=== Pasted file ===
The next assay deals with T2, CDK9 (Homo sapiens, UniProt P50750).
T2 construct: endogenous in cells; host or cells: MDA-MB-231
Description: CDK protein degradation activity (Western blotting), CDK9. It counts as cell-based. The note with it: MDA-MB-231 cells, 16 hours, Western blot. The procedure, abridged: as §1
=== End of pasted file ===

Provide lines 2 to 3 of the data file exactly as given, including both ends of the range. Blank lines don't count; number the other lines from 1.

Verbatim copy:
T2 construct: endogenous in cells; host or cells: MDA-MB-231
Description: CDK protein degradation activity (Western blotting), CDK9. It counts as cell-based. The note with it: MDA-MB-231 cells, 16 hours, Western blot. The procedure, abridged: as §1